Wednesday, July 21, 2010

Two sets of people.Like night and day.

Ray and Etta Wyberski, Owners of 'Treasure Island' Jewellery store, American Samoa.

“We didn’t even think about the house and the damage or anything. We just thought about our son – everybody here was safe but we had one more that we needed to find…” Ray and Eta went into town. The Plaza building was standing but the lower levels had been blasted through by the wave. It was difficult to make sense of the wreckage though, because of the hordes of people who were scrambling through the ruined stores. Looters. Grabbing anything and everything they could get their hands on. Mainly passersby from other areas unaffected by the waves. Spectators who did not have to worry about searching for missing family members. “It’s amazing how you have two sets of people. One care about life and the other have no thought about anybody else, all they were thinking about was what they could steal. That was it, it was like night and day, two sets of people.”

One couple had come to check their offices at the Plaza and watched the thievery with horror. “One of the hardest parts of the day was the looting. Watching people at their worst was not something I will soon forget. People were looting stores, vehicles, offices, really anything they could get their hands on. Cars that were overturned were soon missing their tires as thieves came by. Some people were literally scavenging before a woman’s body was even removed from a car…”

Into this madness, came Eta and Ray looking for their son. Recognizing them, several people came up to them, “Do you know they’re looting your store? They’re stealing all your stuff.” Eta just waved them away, shoving through the crowd, screaming for her son, Anthony! Has anybody seen my son?!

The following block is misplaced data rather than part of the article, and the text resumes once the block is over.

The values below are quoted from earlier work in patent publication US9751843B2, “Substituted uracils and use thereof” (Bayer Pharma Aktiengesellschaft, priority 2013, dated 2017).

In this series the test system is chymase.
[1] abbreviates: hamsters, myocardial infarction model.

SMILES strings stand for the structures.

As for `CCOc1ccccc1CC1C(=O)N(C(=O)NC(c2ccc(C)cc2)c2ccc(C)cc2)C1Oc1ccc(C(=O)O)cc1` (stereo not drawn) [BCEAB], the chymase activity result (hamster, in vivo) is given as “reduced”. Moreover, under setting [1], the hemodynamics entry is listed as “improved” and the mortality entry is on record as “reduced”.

...Anthony had made it safely out of reach of the water. But when the first wave had barely pulled back, he was one of the rare few who ventured outside to try and help those crying out for aid. Beside the Plaza there is a deep ditch where a murky stream runs. Many vehicles were lodged there. Including a bus. Anthony clambered into that ditch to help bring people out. The bus driver was pinned against the seat and could not be freed. The driver told him to go, go. The next wave was coming. “He didn’t want to leave him. But that wave came again and he was still in the water trying to pull the man out, the water came higher and the man told him to go, get out of here, go. So he got out of the bus and when the wave left, he went back there and the driver was dead.”

When Ray and Eta finally see their son, he is at sweaty, muddy work, dragging a body out of a car in the stream. “He was climbing out of the stream after getting some people out and as he was climbing out, he looked at us and he started crying. I hugged him, I was crying too, I told him, you’re okay, you’re alive, you’re okay.”

Anthony’s first words to his dad were asking for forgiveness. “Dad, I’m sorry about my truck, it’s all messed up…and the store, I’m sorry I couldn’t do anything about the store, I couldn’t stop those people from taking stuff.”

Ray and Eta held their son close, filthy and wet from the foul waters of the Pago harbor. They looked at the remains of their beautiful jewelry store, at people darting ecstatically down the main road with pockets crammed full of Wyberski gold and silver. Ray shook his head, “To hell with it son, we can always rebuild, we can get another car, another store. You’re alive and that’s all that matters. Let’s go home, never mind, just leave it alone.”

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